The author’s name has been omitted for anonymity’s sake.
I used to write a lot, but now I mostly make art. Making art is more comfortable than writing. When writing I am extremely conscious of what words connote and denote. This consciousness makes it harder to decide which word is the most appropriate for what I want to say. When I paint—and more when I sculpt—my decisions come naturally simply because art lends itself to ambiguity.
Without a universal meaning of colors or lines or compositions, I can ʻsayʼ what I want without saying anything. People see what they want to see in my art. If there is uninteresting, disruptive, or offensive content in a piece, people usually will still just see what they want, or they will pass it by. Art is safer than words.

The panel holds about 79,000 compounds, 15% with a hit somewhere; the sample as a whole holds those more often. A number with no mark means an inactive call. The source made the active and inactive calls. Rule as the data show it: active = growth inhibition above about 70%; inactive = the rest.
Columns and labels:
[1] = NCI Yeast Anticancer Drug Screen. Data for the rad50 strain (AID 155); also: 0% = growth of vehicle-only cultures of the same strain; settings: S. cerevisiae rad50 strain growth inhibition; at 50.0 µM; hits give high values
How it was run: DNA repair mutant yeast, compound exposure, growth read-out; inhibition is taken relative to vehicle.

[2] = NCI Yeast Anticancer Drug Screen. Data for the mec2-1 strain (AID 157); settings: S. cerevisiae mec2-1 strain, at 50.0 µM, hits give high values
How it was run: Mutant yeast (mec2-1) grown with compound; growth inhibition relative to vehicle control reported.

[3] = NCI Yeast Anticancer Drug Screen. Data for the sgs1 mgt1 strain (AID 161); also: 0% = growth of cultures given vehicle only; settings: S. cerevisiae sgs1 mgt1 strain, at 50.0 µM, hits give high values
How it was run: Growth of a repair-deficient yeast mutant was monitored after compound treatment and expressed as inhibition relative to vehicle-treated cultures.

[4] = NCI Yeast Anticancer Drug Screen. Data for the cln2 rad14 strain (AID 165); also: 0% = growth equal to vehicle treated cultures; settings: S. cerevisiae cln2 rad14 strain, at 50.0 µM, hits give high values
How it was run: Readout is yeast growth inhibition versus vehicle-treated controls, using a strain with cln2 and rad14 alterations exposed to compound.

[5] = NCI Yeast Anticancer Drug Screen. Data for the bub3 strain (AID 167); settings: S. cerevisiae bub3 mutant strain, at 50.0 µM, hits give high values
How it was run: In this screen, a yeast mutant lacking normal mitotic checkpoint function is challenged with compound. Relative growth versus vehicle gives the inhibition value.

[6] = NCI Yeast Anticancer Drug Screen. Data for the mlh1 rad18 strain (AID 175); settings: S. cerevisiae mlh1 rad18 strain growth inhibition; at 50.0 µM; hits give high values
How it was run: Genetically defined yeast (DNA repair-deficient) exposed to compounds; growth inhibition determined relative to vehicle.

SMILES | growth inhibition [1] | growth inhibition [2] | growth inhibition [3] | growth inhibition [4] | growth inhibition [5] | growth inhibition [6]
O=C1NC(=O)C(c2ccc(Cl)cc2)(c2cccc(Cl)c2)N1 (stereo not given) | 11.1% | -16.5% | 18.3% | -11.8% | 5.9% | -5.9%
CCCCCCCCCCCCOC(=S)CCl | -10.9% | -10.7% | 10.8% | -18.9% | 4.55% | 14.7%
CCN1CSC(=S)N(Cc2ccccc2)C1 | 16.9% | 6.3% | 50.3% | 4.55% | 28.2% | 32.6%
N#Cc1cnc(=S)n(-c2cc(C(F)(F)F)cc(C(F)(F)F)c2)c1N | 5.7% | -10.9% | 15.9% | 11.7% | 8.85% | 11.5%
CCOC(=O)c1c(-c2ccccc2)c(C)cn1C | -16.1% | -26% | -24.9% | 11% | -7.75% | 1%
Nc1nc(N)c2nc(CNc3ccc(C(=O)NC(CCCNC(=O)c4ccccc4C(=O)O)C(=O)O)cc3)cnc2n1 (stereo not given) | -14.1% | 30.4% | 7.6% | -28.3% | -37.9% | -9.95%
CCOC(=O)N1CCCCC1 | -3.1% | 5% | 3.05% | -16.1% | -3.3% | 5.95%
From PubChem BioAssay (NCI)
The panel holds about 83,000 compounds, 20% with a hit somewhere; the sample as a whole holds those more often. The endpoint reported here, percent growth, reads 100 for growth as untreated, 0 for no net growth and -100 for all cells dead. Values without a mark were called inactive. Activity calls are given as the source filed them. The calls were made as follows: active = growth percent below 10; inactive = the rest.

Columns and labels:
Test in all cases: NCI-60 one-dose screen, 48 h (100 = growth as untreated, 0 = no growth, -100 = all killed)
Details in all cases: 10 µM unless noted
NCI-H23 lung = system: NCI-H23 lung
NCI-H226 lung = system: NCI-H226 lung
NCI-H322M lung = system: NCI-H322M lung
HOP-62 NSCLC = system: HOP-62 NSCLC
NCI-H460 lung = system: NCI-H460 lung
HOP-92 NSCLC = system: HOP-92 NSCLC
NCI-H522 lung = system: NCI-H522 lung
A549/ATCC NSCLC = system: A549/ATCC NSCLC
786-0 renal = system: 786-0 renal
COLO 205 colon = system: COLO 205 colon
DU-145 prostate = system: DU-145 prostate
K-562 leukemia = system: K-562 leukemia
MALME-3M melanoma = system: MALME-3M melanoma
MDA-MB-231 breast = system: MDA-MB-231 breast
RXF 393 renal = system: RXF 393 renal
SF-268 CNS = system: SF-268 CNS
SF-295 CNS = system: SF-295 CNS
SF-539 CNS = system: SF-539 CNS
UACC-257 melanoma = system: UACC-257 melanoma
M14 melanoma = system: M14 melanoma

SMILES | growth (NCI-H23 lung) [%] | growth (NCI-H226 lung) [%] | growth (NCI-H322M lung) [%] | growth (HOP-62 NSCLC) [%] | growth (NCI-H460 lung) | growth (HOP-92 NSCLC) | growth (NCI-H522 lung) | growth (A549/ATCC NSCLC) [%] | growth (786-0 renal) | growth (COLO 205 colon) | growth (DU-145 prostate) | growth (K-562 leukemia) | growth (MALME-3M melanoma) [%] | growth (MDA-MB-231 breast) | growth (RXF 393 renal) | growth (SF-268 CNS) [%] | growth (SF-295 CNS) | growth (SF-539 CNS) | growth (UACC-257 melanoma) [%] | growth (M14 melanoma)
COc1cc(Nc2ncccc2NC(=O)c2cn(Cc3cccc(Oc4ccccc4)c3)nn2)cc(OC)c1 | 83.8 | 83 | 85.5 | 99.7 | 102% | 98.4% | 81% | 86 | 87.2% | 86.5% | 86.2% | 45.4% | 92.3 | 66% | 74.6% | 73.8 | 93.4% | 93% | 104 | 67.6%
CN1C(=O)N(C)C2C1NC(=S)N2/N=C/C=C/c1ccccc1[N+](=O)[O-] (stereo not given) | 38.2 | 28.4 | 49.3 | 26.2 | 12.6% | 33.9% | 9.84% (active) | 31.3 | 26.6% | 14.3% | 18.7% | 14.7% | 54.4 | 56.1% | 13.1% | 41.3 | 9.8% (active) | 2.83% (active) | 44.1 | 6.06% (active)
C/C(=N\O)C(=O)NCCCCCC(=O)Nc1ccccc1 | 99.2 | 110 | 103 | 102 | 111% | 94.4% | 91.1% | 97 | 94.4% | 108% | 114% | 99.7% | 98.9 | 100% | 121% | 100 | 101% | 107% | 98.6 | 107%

Safety is not always a virtue.
While I have recently relearned how cathartic and revelatory art can be, I need to write. I need to write because writing forces me to crystalize my thoughts and form opinions. I will frequently right in church, but those writings are viewed by no one, are stream of conscious, and are largely just complaints. They donʼt really force me to crystalize any new thoughts nor form any new opinions, they just reﬂect the ambiguity found in my artwork. If I write about the content in my art then I move from recognizing ambiguity to trying to decipher ambiguity.